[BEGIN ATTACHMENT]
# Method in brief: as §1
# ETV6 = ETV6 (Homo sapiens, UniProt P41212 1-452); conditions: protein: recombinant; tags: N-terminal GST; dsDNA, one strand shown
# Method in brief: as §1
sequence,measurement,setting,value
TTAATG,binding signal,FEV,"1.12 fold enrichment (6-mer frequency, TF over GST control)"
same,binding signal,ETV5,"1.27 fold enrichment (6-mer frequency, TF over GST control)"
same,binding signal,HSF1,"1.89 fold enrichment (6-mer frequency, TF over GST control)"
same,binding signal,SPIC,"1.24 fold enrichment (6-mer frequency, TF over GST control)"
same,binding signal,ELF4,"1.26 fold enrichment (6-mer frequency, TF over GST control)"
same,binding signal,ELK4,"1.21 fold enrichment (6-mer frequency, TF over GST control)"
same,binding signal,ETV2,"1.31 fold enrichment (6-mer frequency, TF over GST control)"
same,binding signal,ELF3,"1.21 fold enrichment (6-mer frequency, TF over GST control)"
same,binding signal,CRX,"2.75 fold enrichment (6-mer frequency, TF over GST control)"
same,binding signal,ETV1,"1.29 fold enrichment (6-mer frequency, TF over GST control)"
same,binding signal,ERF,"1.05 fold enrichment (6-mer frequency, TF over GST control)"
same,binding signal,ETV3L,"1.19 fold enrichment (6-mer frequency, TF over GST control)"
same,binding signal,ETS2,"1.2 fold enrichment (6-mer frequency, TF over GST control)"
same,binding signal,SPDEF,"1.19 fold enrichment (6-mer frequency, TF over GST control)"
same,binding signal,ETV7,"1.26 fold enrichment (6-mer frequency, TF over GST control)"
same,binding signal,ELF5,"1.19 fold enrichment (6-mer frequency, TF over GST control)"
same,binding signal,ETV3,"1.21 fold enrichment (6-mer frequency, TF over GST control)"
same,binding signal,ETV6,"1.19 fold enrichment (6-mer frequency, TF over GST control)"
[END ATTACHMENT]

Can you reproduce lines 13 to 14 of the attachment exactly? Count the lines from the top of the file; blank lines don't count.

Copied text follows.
same,binding signal,CRX,"2.75 fold enrichment (6-mer frequency, TF over GST control)"
same,binding signal,ETV1,"1.29 fold enrichment (6-mer frequency, TF over GST control)"